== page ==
“We shot it in ten days,” she says and I am astounded. “We had already made three ﬁlms together as a team so we have a kind of shorthand which allows us to work eﬃciently. But I underestimated the time the makeup would take. The fact that we were shooting out of sequence meant I’d have to drag them up and then un-drag them multiple times in a day.” But the success of the ﬁlm hinged on one thing; the relationship between Jackie (Derren Nesbitt) and Faith (Jordan Stephens).
“Jamie wrote it with Derren in mind, they had worked together before. But Derren and Jordan had never met. We were all praying that their chemistry would be right.” Thankfully, it was. Their friendship feels entirely authentic and deeply touching. “Immediately they just clicked. They wound each other up the whole shoot but it made for really interesting viewing. That’s kind of the whole point of the ﬁlm, watching these two people who come from completely diﬀerent worlds interact.”
“It’s a feel-good movie,” she asserts. I tell her I cried through the entire 80 minutes. “That’s because you cared. And that’s a really hard thing to achieve. I want people to come away feeling like they really cared for these people who have for such a long time been othered.”
So, how did this transition from acting to producing come about? “I go on a family holiday to Edinburgh every year to watch people just making stuﬀ happen. It was being inspired to take a show to Edinburgh that propelled me to produce and that was the ﬁrst thing I did, I produced a show called Threesome.”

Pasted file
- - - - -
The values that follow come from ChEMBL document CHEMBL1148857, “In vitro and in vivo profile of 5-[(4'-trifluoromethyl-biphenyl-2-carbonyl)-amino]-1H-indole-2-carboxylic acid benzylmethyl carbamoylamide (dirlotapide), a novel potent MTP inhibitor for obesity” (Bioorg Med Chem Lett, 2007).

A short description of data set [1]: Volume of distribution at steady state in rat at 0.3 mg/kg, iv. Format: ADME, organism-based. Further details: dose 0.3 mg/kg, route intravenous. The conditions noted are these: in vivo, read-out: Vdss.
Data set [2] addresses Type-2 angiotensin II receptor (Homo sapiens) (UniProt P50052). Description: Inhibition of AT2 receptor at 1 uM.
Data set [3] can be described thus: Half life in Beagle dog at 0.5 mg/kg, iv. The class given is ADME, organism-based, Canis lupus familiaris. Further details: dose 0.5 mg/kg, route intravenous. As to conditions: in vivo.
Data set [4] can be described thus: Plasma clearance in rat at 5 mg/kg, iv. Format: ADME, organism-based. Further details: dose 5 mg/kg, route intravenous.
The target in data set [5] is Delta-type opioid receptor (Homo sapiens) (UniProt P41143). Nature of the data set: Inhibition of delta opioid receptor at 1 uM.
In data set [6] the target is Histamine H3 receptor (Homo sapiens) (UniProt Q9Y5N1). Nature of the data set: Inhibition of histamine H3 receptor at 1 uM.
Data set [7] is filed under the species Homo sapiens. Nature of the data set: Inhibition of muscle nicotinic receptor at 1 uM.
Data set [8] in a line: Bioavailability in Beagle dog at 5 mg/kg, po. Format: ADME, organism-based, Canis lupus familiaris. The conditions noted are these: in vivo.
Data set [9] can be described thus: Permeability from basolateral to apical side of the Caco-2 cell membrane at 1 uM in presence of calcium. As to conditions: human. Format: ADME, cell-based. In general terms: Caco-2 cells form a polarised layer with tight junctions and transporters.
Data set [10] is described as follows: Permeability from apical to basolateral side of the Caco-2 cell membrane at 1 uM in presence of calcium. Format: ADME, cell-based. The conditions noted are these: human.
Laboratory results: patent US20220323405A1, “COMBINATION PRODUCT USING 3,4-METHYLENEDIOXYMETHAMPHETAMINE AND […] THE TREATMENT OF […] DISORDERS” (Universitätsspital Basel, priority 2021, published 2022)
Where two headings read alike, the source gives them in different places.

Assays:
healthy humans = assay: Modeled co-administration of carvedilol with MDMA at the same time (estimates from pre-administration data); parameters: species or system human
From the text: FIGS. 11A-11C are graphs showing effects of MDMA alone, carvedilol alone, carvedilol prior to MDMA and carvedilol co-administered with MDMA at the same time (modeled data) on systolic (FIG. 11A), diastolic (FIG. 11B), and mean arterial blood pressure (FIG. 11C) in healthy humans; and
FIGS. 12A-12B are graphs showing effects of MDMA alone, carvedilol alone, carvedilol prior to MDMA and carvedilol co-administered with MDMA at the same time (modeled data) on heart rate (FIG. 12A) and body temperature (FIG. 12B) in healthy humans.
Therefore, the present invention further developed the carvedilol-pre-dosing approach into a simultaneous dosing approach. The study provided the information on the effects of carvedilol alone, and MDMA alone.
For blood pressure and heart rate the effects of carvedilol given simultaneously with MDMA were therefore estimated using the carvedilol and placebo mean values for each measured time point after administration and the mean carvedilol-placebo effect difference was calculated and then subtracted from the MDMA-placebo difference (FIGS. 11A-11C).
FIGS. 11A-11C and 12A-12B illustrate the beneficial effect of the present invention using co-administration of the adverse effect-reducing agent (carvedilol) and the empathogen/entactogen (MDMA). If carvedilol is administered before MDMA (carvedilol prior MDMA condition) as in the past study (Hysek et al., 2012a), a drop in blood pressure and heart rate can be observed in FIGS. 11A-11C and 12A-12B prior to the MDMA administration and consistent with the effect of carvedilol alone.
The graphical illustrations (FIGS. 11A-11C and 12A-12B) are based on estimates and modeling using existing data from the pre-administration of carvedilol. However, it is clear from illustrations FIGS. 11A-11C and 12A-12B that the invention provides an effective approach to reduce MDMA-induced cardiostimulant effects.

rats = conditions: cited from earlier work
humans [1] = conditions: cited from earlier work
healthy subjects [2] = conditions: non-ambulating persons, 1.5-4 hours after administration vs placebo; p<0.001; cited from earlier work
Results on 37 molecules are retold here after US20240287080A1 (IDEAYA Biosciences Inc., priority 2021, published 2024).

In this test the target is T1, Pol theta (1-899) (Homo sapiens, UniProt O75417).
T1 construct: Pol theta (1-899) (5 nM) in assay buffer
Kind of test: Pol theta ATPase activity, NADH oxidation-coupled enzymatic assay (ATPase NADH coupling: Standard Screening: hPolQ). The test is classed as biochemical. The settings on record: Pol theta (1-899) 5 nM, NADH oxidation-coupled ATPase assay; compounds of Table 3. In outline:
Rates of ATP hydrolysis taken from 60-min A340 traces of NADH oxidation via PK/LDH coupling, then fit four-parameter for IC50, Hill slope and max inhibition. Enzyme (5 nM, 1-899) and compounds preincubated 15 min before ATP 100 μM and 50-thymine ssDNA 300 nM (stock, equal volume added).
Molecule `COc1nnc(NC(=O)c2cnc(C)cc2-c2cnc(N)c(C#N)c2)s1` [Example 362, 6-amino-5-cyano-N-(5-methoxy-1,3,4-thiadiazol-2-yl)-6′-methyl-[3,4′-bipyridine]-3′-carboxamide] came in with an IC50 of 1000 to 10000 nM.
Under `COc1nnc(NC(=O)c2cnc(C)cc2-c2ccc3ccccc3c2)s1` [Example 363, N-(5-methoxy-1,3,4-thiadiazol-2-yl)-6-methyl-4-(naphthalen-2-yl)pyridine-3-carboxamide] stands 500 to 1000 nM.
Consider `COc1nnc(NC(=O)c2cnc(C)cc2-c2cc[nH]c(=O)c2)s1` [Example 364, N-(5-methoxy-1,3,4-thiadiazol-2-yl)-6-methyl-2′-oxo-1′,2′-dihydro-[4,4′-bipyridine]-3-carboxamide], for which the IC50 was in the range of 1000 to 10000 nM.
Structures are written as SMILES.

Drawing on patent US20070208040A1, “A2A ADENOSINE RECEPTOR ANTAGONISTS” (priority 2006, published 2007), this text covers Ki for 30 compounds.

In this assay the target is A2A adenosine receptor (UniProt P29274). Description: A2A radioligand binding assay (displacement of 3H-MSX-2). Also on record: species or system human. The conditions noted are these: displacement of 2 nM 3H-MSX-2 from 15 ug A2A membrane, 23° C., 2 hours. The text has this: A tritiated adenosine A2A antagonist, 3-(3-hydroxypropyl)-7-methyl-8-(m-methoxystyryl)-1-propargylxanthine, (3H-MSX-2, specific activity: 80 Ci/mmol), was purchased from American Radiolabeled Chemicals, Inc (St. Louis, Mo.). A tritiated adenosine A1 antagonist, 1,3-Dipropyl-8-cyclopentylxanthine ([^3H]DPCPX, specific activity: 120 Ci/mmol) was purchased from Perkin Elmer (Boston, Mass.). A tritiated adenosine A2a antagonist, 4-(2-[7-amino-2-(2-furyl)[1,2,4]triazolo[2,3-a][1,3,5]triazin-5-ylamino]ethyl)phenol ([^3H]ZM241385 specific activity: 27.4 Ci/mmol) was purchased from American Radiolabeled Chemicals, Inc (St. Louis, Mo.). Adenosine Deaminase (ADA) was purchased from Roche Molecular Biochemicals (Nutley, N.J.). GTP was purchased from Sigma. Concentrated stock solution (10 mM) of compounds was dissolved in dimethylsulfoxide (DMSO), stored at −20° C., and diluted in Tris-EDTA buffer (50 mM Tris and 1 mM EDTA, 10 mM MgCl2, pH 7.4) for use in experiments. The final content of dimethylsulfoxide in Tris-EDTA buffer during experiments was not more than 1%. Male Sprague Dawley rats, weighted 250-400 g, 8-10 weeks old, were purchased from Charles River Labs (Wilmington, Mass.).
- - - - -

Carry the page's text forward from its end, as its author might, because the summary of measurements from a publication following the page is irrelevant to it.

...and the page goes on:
Threesome is a comedy about a couple, played by Chris Willoughby and Gemma Rook, trying to navigate their ﬁrst three-way sexual experience. The show hilariously climaxes (pun intended) when April appears sporting a strap-on appendage of ridiculous size only to discover that the couple has ﬂed. “When we did take it to Edinburgh that was a real achievement. It was that experience that changed my attitude from waiting for the phone to ring, to realizing that I needed to make the jobs happen if I wanted to hang in there. The last time I was a gun for hire was a long time ago.”
Incidentally, it was after a performance of this show at the Brighton Festival that I ﬁrst met April. Or so I thought until, while researching her for this interview, I came across a blurry photograph of the two of us standing awkwardly in a dark room alongside Skins alumni Hannah Murray and Ollie Barbieri. They all appear to be sober. I do not.
“It still blows my mind that there are 15-year-olds in America that are ﬁnding Skins for the ﬁrst time and coming out to their parents or addressing their own self-harm issues.” It would be fair to say that, like myself, April has a love-hate relationship with Skins and the lasting aﬀect it’s had on her life. “I hadn’t really addressed any of the ways that Skins is still aﬀecting me until maybe the last two years. At which point, I realized that it is my experience. And I can be truthful to that and also live my life.” I had a brief and shocking insight into April’s world when I asked Instagram what questions they’d most like me to ask her. For the record, no, she’s never had a nose job and yes, I’ve seen them and they’re perfectly normal.
“Nobody teaches you how to deal with nationwide fame overnight. For so many years I wanted to run away and pretend that it was a diﬀerent person. I used to straighten my hair so I wouldn’t get recognized because I hated it so much.” Not that you’d know it; April is always kind and welcoming when approached by fans, which is all the time. “As you now have experienced, now that we’re BFFs for life and we hang out in the real world. And every time somebody says ‘Are you Michelle from Skins?’ I’m like ‘Yeah, but look! It’s also Franky from Skins!” I’ve only ever once been recognized while in April’s company and even then it was because they saw her ﬁrst. “It’s because you look like an angel and in Skins, you didn’t. You looked like a French boy.”